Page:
The smaller the bore size, the less effort is required for the same braking force, so you can apply more fluid pressure and brake harder.
However, a certain amount of fluid has to be displaced to bring the brake pads back into contact with the discs, which depends on how many ‘pots’ there are in the brake calipers, and their diameter.
The amount of travel of the lever is key, as you need a good safety margin between the lever and the bar, which reduces with a smaller master cylinder piston size. More lever movement is needed to displace the required amount of fluid.
A smaller master cylinder tends to give more feel as well, a larger cylinder makes the brakes seem ‘wooden’ and solid.
If you’re going to fit a smaller master cylinder, again make sure there is a good safety margin between the lever and the bars. Also make sure that the master cylinder piston retracts enough to allow fluid back into the reservoir, otherwise the brakes will lock on.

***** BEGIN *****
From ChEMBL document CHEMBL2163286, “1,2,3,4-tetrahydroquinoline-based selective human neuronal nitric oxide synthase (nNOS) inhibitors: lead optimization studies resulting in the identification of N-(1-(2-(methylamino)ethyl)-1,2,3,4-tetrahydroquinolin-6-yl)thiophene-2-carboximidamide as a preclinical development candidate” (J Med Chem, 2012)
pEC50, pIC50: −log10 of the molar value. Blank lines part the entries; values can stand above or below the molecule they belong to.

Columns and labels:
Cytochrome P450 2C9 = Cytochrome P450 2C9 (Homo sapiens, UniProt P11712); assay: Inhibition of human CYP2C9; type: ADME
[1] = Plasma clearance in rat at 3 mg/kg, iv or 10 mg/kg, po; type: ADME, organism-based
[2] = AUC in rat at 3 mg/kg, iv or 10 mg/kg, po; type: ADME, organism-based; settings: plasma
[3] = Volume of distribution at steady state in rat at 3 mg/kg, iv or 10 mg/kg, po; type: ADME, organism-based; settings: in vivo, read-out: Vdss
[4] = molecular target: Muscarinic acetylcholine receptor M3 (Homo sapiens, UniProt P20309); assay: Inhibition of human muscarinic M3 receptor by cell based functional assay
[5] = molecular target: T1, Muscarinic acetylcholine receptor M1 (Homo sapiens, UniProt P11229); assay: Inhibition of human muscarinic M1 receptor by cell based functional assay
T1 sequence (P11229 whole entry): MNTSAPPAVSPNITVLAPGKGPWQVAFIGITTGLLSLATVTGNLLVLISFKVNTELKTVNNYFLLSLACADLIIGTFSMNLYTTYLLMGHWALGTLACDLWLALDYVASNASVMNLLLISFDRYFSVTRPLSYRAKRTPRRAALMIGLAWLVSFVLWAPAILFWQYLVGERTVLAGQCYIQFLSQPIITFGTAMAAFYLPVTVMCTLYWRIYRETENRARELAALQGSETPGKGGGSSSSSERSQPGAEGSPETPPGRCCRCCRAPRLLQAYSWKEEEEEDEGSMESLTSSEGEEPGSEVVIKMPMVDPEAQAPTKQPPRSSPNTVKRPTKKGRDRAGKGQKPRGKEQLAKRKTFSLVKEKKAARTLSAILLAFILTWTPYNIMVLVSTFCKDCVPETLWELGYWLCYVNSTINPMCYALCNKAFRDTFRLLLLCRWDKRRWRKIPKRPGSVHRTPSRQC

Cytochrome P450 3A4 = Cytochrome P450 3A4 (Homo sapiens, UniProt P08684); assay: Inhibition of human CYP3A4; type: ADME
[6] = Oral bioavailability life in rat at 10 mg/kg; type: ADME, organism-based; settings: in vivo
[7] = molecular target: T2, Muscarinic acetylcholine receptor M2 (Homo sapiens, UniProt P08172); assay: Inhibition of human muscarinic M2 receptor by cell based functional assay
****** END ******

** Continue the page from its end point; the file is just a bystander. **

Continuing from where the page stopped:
Modern motorcycle brakes are very powerful anyway, and capable of easily locking the front wheel on braking (although ABS will stop this happening), so it is probably only some old bikes or racers who would benefit from a smaller master cylinder.
Fitting a larger diameter master cylinder will likely adversely affect the braking.
Always check with a mechanic, if you have any concerns, as a front brake failure can be fatal.